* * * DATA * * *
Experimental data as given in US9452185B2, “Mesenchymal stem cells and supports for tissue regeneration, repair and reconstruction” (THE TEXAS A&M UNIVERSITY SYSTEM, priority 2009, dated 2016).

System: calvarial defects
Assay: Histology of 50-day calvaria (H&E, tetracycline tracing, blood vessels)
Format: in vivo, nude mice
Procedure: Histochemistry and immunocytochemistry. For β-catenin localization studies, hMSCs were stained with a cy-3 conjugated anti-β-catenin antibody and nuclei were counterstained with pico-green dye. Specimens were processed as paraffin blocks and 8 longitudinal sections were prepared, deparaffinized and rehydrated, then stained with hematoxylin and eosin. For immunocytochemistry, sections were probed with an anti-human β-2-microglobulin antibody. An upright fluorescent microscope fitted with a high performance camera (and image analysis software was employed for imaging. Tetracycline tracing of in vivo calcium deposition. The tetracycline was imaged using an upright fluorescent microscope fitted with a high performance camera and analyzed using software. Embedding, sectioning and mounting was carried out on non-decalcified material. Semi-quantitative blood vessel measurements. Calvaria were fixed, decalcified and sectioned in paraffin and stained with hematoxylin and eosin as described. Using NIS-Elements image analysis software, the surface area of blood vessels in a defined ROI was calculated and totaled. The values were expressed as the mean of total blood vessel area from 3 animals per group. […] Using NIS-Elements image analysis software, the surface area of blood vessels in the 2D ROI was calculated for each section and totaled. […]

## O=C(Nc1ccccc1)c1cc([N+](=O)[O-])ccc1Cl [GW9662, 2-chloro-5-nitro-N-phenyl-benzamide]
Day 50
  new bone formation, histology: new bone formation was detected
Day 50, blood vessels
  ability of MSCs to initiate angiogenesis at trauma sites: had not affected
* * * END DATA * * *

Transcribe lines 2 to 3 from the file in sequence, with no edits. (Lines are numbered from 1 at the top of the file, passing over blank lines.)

System: calvarial defects
Assay: Histology of 50-day calvaria (H&E, tetracycline tracing, blood vessels)